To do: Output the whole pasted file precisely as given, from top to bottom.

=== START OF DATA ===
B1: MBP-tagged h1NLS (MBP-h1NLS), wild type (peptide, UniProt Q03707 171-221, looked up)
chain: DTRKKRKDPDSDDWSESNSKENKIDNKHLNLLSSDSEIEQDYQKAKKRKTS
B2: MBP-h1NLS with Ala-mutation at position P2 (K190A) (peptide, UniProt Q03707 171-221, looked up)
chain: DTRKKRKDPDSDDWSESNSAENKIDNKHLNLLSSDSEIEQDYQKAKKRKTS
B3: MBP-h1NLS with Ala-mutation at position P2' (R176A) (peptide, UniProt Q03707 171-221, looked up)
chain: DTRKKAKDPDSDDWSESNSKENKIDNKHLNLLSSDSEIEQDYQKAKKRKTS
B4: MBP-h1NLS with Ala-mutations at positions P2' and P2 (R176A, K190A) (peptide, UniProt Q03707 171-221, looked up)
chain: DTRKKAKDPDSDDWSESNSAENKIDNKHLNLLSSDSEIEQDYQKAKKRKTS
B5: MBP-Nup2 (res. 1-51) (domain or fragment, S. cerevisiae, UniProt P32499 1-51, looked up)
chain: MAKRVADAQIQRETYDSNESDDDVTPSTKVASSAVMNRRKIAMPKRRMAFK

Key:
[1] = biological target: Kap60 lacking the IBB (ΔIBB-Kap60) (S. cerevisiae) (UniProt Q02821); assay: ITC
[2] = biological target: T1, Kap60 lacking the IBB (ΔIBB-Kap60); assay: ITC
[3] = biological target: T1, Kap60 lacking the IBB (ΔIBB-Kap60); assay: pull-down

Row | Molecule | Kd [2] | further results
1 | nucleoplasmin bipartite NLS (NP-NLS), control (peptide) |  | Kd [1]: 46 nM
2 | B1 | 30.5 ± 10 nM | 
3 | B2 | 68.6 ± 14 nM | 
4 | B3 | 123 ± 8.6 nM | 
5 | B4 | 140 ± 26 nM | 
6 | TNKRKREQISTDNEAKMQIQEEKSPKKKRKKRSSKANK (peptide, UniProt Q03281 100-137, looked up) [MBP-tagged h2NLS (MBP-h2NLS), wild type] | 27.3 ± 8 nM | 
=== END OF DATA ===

B1: MBP-tagged h1NLS (MBP-h1NLS), wild type (peptide, UniProt Q03707 171-221, looked up)
chain: DTRKKRKDPDSDDWSESNSKENKIDNKHLNLLSSDSEIEQDYQKAKKRKTS
B2: MBP-h1NLS with Ala-mutation at position P2 (K190A) (peptide, UniProt Q03707 171-221, looked up)
chain: DTRKKRKDPDSDDWSESNSAENKIDNKHLNLLSSDSEIEQDYQKAKKRKTS
B3: MBP-h1NLS with Ala-mutation at position P2' (R176A) (peptide, UniProt Q03707 171-221, looked up)
chain: DTRKKAKDPDSDDWSESNSKENKIDNKHLNLLSSDSEIEQDYQKAKKRKTS
B4: MBP-h1NLS with Ala-mutations at positions P2' and P2 (R176A, K190A) (peptide, UniProt Q03707 171-221, looked up)
chain: DTRKKAKDPDSDDWSESNSAENKIDNKHLNLLSSDSEIEQDYQKAKKRKTS
B5: MBP-Nup2 (res. 1-51) (domain or fragment, S. cerevisiae, UniProt P32499 1-51, looked up)
chain: MAKRVADAQIQRETYDSNESDDDVTPSTKVASSAVMNRRKIAMPKRRMAFK

Key:
[1] = biological target: Kap60 lacking the IBB (ΔIBB-Kap60) (S. cerevisiae) (UniProt Q02821); assay: ITC
[2] = biological target: T1, Kap60 lacking the IBB (ΔIBB-Kap60); assay: ITC
[3] = biological target: T1, Kap60 lacking the IBB (ΔIBB-Kap60); assay: pull-down

Row | Molecule | Kd [2] | further results
1 | nucleoplasmin bipartite NLS (NP-NLS), control (peptide) |  | Kd [1]: 46 nM
2 | B1 | 30.5 ± 10 nM | 
3 | B2 | 68.6 ± 14 nM | 
4 | B3 | 123 ± 8.6 nM | 
5 | B4 | 140 ± 26 nM | 
6 | TNKRKREQISTDNEAKMQIQEEKSPKKKRKKRSSKANK (peptide, UniProt Q03281 100-137, looked up) [MBP-tagged h2NLS (MBP-h2NLS), wild type] | 27.3 ± 8 nM | 